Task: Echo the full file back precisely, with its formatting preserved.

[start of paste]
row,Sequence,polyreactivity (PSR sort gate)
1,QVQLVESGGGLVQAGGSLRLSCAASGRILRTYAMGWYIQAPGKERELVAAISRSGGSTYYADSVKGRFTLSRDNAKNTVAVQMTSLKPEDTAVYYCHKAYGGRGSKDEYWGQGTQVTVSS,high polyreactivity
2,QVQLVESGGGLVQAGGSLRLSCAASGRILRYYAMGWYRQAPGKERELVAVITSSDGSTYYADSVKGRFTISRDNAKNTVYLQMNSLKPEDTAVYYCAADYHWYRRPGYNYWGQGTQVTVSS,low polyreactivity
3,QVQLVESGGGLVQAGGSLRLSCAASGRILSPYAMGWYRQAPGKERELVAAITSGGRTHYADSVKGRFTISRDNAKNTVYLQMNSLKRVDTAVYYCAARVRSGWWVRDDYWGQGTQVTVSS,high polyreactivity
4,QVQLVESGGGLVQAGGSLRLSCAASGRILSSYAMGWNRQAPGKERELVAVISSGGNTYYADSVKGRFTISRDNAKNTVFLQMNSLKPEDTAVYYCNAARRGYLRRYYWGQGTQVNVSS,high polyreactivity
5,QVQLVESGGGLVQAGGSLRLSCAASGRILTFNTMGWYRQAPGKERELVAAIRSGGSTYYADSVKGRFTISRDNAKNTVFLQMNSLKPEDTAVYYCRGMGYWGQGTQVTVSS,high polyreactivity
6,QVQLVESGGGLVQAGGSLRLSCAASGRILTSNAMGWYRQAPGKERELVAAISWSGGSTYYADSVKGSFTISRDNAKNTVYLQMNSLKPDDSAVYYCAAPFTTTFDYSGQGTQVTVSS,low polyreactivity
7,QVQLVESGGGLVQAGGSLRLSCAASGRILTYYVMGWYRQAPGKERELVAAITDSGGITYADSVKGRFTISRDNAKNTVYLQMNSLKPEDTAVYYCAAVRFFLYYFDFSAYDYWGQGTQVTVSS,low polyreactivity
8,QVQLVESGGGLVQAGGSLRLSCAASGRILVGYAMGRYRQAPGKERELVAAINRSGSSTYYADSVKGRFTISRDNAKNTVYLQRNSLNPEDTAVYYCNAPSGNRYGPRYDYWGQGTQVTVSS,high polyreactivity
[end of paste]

row,Sequence,polyreactivity (PSR sort gate)
1,QVQLVESGGGLVQAGGSLRLSCAASGRILRTYAMGWYIQAPGKERELVAAISRSGGSTYYADSVKGRFTLSRDNAKNTVAVQMTSLKPEDTAVYYCHKAYGGRGSKDEYWGQGTQVTVSS,high polyreactivity
2,QVQLVESGGGLVQAGGSLRLSCAASGRILRYYAMGWYRQAPGKERELVAVITSSDGSTYYADSVKGRFTISRDNAKNTVYLQMNSLKPEDTAVYYCAADYHWYRRPGYNYWGQGTQVTVSS,low polyreactivity
3,QVQLVESGGGLVQAGGSLRLSCAASGRILSPYAMGWYRQAPGKERELVAAITSGGRTHYADSVKGRFTISRDNAKNTVYLQMNSLKRVDTAVYYCAARVRSGWWVRDDYWGQGTQVTVSS,high polyreactivity
4,QVQLVESGGGLVQAGGSLRLSCAASGRILSSYAMGWNRQAPGKERELVAVISSGGNTYYADSVKGRFTISRDNAKNTVFLQMNSLKPEDTAVYYCNAARRGYLRRYYWGQGTQVNVSS,high polyreactivity
5,QVQLVESGGGLVQAGGSLRLSCAASGRILTFNTMGWYRQAPGKERELVAAIRSGGSTYYADSVKGRFTISRDNAKNTVFLQMNSLKPEDTAVYYCRGMGYWGQGTQVTVSS,high polyreactivity
6,QVQLVESGGGLVQAGGSLRLSCAASGRILTSNAMGWYRQAPGKERELVAAISWSGGSTYYADSVKGSFTISRDNAKNTVYLQMNSLKPDDSAVYYCAAPFTTTFDYSGQGTQVTVSS,low polyreactivity
7,QVQLVESGGGLVQAGGSLRLSCAASGRILTYYVMGWYRQAPGKERELVAAITDSGGITYADSVKGRFTISRDNAKNTVYLQMNSLKPEDTAVYYCAAVRFFLYYFDFSAYDYWGQGTQVTVSS,low polyreactivity
8,QVQLVESGGGLVQAGGSLRLSCAASGRILVGYAMGRYRQAPGKERELVAAINRSGSSTYYADSVKGRFTISRDNAKNTVYLQRNSLNPEDTAVYYCNAPSGNRYGPRYDYWGQGTQVTVSS,high polyreactivity